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The prosecutor said she had not decided whether to seek a retrial against Stephen Lee Riddick.
Stephen Lee Riddick
Friday, March 15, 2013
The trial of a Salem man on charges he sexually abused two young sisters a year and a half ago ended in a hung jury Friday evening.
Stephen Lee Riddick, 52, was on trial for two counts of aggravated sexual battery and one count of indecent exposure, a misdemeanor.
In an unusual instance of such charges coming to trial - many end in pleas of guilty or no contest - the jury of nine women and three men heard testimony starting about 1 p.m. Thursday. They deliberated five hours Friday, from about noon until about 5 p.m., before informing Circuit Judge William Broadhurst they were unable to reach a unanimous verdict. Broadhurst declared a mistrial.
Salem Chief Deputy Commonwealth's Attorney Marshall Harrell said she had not decided whether her office would seek to retry Riddick.
The charges against Riddick stem from incidents alleged to have happened between July 2, 2011, and Jan. 20, 2012, at the home of a relative of the girls who was a frequent caretaker of Riddick's accusers.
The relative is not being named to avoid revealing the identities of the girls, in accordance with the policy of The Roanoke Times.
In a largely he said/she said case, jurors were left to sort out what happened almost solely from the conflicting accounts of the victims, now ages 9 and 7, and Riddick, the last witness to take the stand Friday.
The older girl told of being left in the house one day with Riddick and her younger sister - they were ages 8 and 6 at the time - while another family that shared the house was upstairs. She was sitting on Riddick's lap to watch TV when Riddick put some lotion from a pink bottle on his hand and rubbed it on her belly, she testified. Then he unbuttoned her pants and rubbed on her skin under her underpants and eventually what she called her "private parts." She described the assault in court, adding that "it hurt."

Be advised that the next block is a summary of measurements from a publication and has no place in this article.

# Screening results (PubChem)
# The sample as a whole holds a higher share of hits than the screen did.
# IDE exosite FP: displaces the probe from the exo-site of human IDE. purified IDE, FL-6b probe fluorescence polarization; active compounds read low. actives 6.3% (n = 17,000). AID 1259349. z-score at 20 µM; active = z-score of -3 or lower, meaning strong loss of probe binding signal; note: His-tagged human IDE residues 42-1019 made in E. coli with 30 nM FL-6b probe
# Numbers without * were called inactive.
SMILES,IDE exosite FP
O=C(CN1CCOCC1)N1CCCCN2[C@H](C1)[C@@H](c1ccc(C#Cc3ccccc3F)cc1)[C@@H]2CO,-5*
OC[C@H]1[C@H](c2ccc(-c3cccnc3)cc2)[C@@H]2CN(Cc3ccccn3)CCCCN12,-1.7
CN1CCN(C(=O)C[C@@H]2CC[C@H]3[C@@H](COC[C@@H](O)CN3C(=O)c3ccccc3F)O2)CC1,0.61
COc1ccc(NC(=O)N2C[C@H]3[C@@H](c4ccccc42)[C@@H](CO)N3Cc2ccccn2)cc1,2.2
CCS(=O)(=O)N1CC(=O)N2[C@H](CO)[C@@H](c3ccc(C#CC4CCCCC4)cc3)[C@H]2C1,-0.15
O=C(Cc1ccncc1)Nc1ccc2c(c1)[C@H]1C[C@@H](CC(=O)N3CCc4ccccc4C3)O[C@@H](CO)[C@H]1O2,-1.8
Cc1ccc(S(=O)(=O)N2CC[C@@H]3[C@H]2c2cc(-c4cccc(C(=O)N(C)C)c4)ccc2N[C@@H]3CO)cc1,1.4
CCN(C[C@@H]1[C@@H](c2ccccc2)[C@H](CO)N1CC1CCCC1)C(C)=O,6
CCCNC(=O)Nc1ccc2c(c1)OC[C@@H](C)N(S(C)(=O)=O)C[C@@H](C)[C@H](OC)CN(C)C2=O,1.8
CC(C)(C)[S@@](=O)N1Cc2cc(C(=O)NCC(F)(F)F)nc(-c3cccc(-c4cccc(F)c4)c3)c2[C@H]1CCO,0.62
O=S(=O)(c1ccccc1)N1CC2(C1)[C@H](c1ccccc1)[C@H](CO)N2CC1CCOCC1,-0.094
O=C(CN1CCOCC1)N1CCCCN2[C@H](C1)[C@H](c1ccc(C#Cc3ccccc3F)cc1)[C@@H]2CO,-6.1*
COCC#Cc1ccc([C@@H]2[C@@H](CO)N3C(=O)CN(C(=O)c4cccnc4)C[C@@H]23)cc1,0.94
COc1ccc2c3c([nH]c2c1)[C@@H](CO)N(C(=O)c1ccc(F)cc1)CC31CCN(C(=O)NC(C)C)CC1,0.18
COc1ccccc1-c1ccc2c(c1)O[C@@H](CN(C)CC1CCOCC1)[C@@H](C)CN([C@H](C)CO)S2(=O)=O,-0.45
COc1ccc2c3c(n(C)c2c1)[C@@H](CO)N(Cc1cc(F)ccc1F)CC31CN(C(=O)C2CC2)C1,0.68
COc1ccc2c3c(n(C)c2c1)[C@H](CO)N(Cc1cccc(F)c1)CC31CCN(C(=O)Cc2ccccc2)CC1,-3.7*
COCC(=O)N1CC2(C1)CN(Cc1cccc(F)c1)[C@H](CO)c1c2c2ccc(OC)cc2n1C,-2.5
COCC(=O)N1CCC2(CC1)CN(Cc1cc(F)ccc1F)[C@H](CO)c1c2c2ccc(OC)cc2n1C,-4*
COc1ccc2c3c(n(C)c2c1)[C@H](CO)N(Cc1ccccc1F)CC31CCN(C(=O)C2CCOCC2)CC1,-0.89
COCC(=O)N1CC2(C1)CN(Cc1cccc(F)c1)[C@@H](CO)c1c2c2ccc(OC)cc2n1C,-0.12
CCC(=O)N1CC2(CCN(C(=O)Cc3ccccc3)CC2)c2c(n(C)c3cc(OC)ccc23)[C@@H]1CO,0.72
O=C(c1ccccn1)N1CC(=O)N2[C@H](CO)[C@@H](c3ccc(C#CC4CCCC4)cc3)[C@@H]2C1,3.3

Her sister testified how on another occasion she was sitting on Riddick's lap and he opened his pants and exposed himself and asked her to touch him, which she said she did.
Asked on the stand if he had ever touched the girls inappropriately, Riddick made an emotional denial.
"Never. I would never in my life dream of doing that," he said, his voice cracking as he tried not to sob.
Riddick's attorney, Jack Gregory, put on multiple witnesses to emphasize the character of the Army veteran from the Hampton Roads area who works as a cook at a local chain restaurant. They included his daughter, his ex-wife and a close friend.
Meanwhile, Gregory attempted to impeach the credibility of the victims, pointing out inconsistencies in their statements, especially concerning the timing of the incidents.
He called the relative they were visiting when they say they were molested, a frequent caretaker, to the stand and asked her about the girls' veracity.
They're "like average children. They don't always tell the truth about everything," she said. "They'll give their version."
Harrell, the prosecutor, seized on that in her closing argument, saying the defense's own witness confirmed they don't deceive more than most kids.
While their stories had minor inconsistencies, Harrell said, "The important facts are the ones that didn't change."
Riddick also testified to having a "great relationship" with the girls. Harrell questioned why, if that was the case, would the girls have "such a horrible thing to say about" Riddick as their allegations.
Gregory also presented evidence that the older girl, prior to the allegations against Riddick, had told her mother of an incident when a boy on her church bus put his hand up her skirt.
"They knew what a 'bad touch' was and that they were supposed to tell" someone right away, Gregory said. "That didn't happen in this case."
The girls did ultimately tell their mother about what they said Riddick had done to them, and the mother called police on Jan. 20, 2011.
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